For Cam Odom, Jared Dorsa and Austin Conrad, being able to play football this season has been a blessing. 

A few months ago, it was unlikely the trio of redshirt-seniors would ever suit up again for Ohio. Yes, the Mid-American Conference said it would explore moving its season to the spring after postponing all fall sports on Aug.8, however, the likelihood of playing two seasons in 2021 seemed improbable. 

Still for Odom, Dorsa and Conrad, playing one last year for the Bobcats was a dream worth clutching to. If the season came back, they would be ready. And on Sept.25, they were. 

That Friday afternoon, the Bobcats learned after 48 days the MAC was back. Ohio had to watch other teams play on Saturdays, now it would be joining the fun. The Bobcats would only get a six-game season and a potential shot at a MAC title. At least they finally had something to play for again. 

“We were just out here practicing and not playing on Saturdays, watching other teams play,” Odom said. “So this process we’re going through right now is something we’re all excited about and we’re looking forward to November 4th.” 

The process includes COVID-19 testing four days a week, masks at all times and limited interactions with friends and family. It’s a sacrifice that’s worth it. 

“Everything about this year is completely different,” Dorsa said. “It’s just the little things, you know? If you want to go to the grocery store, you have to think twice about when you go to the grocery store. I’ve been going to the grocery at six in the morning because I know for a fact nobody’s going to be there. 

All across the country teams have to deal with the same hurdles as the Bobcats. While some schools have thrived, others have failed with multiple cases of COVID-19 to show for it. 

The Bobcats could be placed in the thriving category. Since the Bobcats switched to testing four times a week, no players have tested positive. 

“They’ve worked tremendously hard trying to do the right things to allow us to go forward,” Ohio coach Frank Solich said. “It can be taken away from you at any time, we understand that.”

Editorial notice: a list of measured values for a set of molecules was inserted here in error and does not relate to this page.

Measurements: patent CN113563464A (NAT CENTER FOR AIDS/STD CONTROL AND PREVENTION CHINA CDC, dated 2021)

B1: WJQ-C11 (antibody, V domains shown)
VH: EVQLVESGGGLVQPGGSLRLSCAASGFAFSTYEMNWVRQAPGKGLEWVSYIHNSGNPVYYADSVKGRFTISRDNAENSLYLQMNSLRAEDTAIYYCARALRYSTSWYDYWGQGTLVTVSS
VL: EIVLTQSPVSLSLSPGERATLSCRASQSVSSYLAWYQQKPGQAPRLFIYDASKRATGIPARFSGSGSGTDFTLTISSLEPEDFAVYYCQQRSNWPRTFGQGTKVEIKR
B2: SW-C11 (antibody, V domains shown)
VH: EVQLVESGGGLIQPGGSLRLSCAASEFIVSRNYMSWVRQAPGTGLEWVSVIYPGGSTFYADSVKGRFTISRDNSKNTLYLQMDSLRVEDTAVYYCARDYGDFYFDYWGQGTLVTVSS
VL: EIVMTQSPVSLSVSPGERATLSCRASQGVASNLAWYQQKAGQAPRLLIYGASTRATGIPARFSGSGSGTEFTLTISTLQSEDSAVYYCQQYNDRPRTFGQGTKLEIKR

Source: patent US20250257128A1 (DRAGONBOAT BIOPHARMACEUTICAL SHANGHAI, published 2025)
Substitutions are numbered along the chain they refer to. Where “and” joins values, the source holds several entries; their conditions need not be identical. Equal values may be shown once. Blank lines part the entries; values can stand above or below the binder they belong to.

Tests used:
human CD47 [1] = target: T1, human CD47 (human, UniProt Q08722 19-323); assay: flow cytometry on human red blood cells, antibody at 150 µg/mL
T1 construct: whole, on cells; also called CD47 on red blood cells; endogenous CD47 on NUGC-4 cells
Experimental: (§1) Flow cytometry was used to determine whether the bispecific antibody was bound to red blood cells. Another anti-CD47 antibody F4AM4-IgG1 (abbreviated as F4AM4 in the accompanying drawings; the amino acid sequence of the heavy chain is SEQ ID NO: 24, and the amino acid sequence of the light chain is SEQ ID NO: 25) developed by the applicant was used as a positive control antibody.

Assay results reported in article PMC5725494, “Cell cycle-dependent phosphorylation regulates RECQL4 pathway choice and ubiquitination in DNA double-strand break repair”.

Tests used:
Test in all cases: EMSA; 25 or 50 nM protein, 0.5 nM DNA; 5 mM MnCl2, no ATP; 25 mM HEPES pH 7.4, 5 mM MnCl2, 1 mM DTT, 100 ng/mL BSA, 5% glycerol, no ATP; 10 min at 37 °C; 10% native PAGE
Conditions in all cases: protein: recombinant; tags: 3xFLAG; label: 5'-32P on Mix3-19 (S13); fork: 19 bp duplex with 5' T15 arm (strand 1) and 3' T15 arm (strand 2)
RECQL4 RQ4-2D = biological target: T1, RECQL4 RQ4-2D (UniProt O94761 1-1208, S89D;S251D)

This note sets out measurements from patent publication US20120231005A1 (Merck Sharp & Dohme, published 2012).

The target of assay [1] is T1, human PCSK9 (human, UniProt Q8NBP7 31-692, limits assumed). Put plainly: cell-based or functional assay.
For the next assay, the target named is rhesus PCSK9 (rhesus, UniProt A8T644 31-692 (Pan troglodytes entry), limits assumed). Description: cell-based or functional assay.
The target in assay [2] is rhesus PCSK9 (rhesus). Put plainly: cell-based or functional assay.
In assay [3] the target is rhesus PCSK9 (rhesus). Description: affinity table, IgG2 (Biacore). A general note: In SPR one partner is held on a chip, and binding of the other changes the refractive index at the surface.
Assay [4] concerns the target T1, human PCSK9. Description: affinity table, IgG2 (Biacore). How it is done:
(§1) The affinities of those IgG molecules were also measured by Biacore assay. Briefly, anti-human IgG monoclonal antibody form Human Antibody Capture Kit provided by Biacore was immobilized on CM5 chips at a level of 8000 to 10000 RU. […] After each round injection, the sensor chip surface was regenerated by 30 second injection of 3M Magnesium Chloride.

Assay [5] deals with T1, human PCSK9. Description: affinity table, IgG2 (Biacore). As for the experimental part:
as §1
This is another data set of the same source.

Ohio tries to maintain those numbers by wearing masks on the field and maintaining distance whenever possible. Still, the transition can be a pain. 

And the Bobcats need leaders to get through it. 

Not only are Odom, Dorsa and Conrad three of Ohio’s best players, in July the trio was named team captains alongside running back Julian Ross, center Brett Kitrell and defensive tackle Kai Caesar. Odom was the only two-year captain. For Dorsa and Conrad, it was an honor five years in the making. 

“One thing I was taught growing up was to be a leader,” Conrad said. “It’s an opportunity I’ve been waiting for my whole career.”

The wait was long, however, the job won’t be. Odom, Dorsa and Conrad have three weeks until the Bobcats play Central Michigan in the season opener and Ohio doesn’t even know who its quarterback will be. The defense has to find a way to replace All-MAC safety Javon Hagan, and don’t forget this is all happening in the midst of a pandemic. 

Dorsa hopes his experience will help him lead the team to its first MAC title in 52 years. It’s not like anyone wrote him a manual on how to do it, though. 

“I was good friends with Evan Croutch and he was a captain but I can’t go like ‘hey Evan how did you deal with your pandemic when you were here?’” Dorsa said. 

Throughout it all, the Bobcats have stayed positive and locked on their goals. 

“I’ll say one thing about this group is they really have a great attitude all the way through,” Solich said.

Part of the great attitude can be attributed to the feeling of gratitude Odom, Dorsa and Conrad feel toward the season. None of the three wanted last year to be their last year. 

Because of a torn tendon in his toe, Odom had his worst season as a Bobcat in 2019. He only caught 19 passes for 207 yards and zero touchdowns. After surgery in March, Odom said he feels fine and is ready for a breakout year. 

Dorsa and Conrad were the anchors of a defense that underperformed through most of the season. Eventually, the defensive problems fixed themselves, but Ohio’s chances at the MAC title were gone by then. 

Because the season is back Odom, Dorsa and Conrad will be able to make the most of their last year. Well, if they want it to be their last year. 

On Aug. 21, the NCAA granted an extra year of eligibility for all fall sport athletes even if they played this season. Odom, Dorsa and Conrad all love the sound of coming back in 2021 and having a full senior season, but they know their lives might require them to move on. 

“It’s tough because I came here for my five years and I don’t have another degree after this,” Dorsa said. “I’m also getting married next summer so I have a lot of life decisions to kind of work around.” 

It’s not the senior season they imagined. There will be no homecoming, no crowds, the lack of celebration can feel empty, but not for Odom, Dorsa and Conrad. No matter how this season unfolds for the trio of Ohio seniors, every game, every play and every second of it all will be a blessing.